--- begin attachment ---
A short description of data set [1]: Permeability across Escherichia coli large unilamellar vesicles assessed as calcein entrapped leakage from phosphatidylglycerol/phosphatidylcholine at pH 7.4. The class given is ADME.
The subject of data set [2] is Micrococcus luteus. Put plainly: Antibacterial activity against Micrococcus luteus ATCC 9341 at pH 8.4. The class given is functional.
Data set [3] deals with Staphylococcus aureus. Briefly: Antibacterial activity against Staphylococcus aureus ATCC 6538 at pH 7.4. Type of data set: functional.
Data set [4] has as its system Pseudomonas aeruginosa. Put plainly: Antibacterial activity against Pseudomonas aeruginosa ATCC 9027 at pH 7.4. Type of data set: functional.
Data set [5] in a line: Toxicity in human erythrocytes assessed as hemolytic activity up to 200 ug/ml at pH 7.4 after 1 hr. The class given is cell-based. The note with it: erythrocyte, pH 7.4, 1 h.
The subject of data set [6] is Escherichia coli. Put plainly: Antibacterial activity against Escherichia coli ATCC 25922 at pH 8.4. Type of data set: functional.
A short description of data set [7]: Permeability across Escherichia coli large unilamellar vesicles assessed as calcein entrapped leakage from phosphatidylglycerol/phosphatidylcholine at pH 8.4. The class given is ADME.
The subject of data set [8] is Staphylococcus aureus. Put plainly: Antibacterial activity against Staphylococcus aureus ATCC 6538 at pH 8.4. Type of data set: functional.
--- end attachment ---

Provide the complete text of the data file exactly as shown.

A short description of data set [1]: Permeability across Escherichia coli large unilamellar vesicles assessed as calcein entrapped leakage from phosphatidylglycerol/phosphatidylcholine at pH 7.4. The class given is ADME.
The subject of data set [2] is Micrococcus luteus. Put plainly: Antibacterial activity against Micrococcus luteus ATCC 9341 at pH 8.4. The class given is functional.
Data set [3] deals with Staphylococcus aureus. Briefly: Antibacterial activity against Staphylococcus aureus ATCC 6538 at pH 7.4. Type of data set: functional.
Data set [4] has as its system Pseudomonas aeruginosa. Put plainly: Antibacterial activity against Pseudomonas aeruginosa ATCC 9027 at pH 7.4. Type of data set: functional.
Data set [5] in a line: Toxicity in human erythrocytes assessed as hemolytic activity up to 200 ug/ml at pH 7.4 after 1 hr. The class given is cell-based. The note with it: erythrocyte, pH 7.4, 1 h.
The subject of data set [6] is Escherichia coli. Put plainly: Antibacterial activity against Escherichia coli ATCC 25922 at pH 8.4. Type of data set: functional.
A short description of data set [7]: Permeability across Escherichia coli large unilamellar vesicles assessed as calcein entrapped leakage from phosphatidylglycerol/phosphatidylcholine at pH 8.4. The class given is ADME.
The subject of data set [8] is Staphylococcus aureus. Put plainly: Antibacterial activity against Staphylococcus aureus ATCC 6538 at pH 8.4. Type of data set: functional.